• Hell Hound: The Stalkers.
  • Heroic Albino: Will and Cal. Albinism is highly valued in the Colony, as it indicates direct descent from the albino Founders.
  • Heroic Bastard: Elliott.
  • Heroic Sacrifice: Uncle Tam and eventually Drake.
    • Arguably, Dr. Burrows as well.
  • Historical In-Joke: The earlier part of the series is loaded with these, especially regarding the Styx's history with the human race.
    • Vlad III Tepes carried out his massacres to stop the Styx, actually saving the human race.
    • Wellington may have been a Styx, if Eddie is to be believed.
    • Adolf Hitler really did look for a way to travel to the center of the Earth. And his soldiers found it, though he himself never got there.
  • Hollow World: One is rumored to exist at the very center of the earth, and in the third book, they find it, complete with the descendants of the Germans that Hitler sent there to found his new empire.
  • Human Subspecies: The Coprolites seem to be this, though Dr. Burrows suspects they aren't even Homo sapiens at all. In addition, the poorly-understood "bushmen" from the Garden of the Second Sun are humans of some sort, but also talk in the same language as the Styx, but much higher-pitched.
  • I'm a Humanitarian: Martha. Chester also commits unintentional cannibalism, thinking the meat he's being fed is from wild birds.
  • Insectoid Aliens: The Styx might look human right now, but when they hit the Phase, the females, at least, expose some...definitely non-human parts of their anatomy.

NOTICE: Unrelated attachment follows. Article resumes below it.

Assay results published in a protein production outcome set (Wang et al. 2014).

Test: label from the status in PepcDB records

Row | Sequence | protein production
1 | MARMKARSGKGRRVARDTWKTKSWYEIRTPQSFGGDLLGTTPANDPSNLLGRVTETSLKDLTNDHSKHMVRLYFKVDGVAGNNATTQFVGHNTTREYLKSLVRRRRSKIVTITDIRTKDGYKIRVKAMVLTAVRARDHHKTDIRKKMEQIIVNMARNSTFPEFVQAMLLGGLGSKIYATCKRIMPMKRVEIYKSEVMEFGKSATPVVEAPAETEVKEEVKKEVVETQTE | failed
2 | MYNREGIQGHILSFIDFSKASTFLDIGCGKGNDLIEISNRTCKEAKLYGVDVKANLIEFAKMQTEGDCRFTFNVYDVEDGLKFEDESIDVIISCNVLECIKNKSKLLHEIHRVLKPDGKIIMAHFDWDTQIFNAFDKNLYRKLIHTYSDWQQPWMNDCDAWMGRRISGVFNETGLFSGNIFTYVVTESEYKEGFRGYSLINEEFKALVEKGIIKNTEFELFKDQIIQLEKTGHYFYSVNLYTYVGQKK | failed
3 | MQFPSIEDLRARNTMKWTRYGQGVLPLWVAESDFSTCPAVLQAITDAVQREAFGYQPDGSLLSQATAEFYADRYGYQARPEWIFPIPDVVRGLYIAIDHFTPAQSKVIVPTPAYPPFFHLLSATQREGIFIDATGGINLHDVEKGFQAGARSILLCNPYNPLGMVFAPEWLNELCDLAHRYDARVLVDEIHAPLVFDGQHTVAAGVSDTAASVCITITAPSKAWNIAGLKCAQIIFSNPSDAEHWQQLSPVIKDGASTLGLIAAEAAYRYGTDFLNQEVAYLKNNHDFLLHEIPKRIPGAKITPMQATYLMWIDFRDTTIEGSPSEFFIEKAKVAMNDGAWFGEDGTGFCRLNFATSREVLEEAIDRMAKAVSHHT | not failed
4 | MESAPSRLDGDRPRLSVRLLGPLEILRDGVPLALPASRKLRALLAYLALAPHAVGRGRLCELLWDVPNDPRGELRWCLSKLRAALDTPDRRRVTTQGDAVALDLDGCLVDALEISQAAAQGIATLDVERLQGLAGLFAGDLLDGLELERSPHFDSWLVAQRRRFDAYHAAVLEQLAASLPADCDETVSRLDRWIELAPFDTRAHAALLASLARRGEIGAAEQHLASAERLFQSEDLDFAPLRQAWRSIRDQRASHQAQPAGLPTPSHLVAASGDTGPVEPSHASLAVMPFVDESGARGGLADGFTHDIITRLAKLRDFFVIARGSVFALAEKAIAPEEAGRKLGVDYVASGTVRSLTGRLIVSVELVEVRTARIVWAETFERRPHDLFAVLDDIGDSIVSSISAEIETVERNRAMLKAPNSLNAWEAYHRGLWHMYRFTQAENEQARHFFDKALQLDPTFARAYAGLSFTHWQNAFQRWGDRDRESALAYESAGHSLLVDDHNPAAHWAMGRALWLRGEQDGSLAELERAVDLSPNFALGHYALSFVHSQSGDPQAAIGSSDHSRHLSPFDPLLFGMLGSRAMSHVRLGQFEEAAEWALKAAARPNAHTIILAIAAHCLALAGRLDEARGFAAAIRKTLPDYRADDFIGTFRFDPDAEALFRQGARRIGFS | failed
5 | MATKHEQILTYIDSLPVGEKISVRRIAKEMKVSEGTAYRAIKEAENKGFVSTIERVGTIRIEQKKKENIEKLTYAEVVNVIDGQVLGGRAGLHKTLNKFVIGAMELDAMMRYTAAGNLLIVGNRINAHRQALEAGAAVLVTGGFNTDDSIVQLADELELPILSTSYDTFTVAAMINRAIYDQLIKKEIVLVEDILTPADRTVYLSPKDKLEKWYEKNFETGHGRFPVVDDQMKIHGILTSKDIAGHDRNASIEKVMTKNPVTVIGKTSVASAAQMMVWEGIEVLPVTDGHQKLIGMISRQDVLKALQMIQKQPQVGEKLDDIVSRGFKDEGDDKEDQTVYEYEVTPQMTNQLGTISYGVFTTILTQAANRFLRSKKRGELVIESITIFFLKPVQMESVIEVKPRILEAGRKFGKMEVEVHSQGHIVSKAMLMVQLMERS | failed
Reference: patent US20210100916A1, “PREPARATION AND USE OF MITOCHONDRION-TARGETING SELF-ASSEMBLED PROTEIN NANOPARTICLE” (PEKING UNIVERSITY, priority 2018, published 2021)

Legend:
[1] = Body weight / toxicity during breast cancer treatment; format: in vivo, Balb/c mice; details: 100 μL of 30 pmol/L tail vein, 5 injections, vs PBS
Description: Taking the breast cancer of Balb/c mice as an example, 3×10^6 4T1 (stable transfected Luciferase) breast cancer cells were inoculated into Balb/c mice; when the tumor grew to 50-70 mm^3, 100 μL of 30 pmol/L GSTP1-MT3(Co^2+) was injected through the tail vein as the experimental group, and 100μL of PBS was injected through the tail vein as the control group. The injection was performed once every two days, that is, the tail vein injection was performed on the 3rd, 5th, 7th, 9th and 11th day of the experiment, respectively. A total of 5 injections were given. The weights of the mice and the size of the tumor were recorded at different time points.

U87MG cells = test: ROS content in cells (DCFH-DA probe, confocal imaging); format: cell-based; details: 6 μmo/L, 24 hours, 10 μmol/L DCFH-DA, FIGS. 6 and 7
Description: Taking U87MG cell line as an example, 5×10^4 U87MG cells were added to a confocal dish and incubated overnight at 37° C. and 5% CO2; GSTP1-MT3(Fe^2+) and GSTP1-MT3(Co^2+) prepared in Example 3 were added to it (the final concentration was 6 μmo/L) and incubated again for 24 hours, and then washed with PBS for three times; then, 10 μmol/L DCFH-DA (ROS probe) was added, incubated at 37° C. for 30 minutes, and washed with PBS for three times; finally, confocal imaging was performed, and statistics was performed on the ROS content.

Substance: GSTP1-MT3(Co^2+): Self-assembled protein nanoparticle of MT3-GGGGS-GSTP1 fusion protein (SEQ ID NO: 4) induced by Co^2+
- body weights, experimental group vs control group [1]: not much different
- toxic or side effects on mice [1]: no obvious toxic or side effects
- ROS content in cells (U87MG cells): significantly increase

• Ideal Hero: Stealing the limelight from Will, Drake could be viewed as this, although he is slightly hot-headed.
  • "I Know You're in There Somewhere" Fight / Beat the Curse Out of Him: Drake uses some of both to break through Chester's mum and dad's brainwashing, making them look through family pictures at knifepoint and eventually resorting to nearly strangling Chester before they recognize him.
  • The Illuminati: Drake makes a passing mention to them on one occasion. Either Drake himself was a part of it at one point, or the Styx control it, or both; we never get a clear explanation.
  • The Immune: Elliott, after drinking the Dominion vaccine.
  • Impact Silhouette: Chester falls into a massive fungus, landing on his back with his arms and legs out, and leaves a Chester-shaped impression. It's fairly deep too, as he has to spend quite some time working himself free from the fungus. Elliott lands on her side so her impression is more of just a blob shape, and we are never shown Will's or Bartleby's. It's described as being far less amusing than it looks in cartoons.
  • Innocent Blue Eyes: Will has these at first, but at the end of Terminal, they become red as a result of him possibly becoming a Styx.
  • Interspecies Romance: It's possible for a Styx and a human to have viable offspring. But it's heavily frowned upon. Will and Elliot half-count, as Elliot is half-human.
  • Ironic Echo Cut: Done several times in Freefall.
    Elliott: "We never leave our own behind. [..] He'd do the same for us."
    Chester: "Yes, he would. Good old Will."
    (Cut to...)
    Will: "Get a move on, or I'll leave you behind!"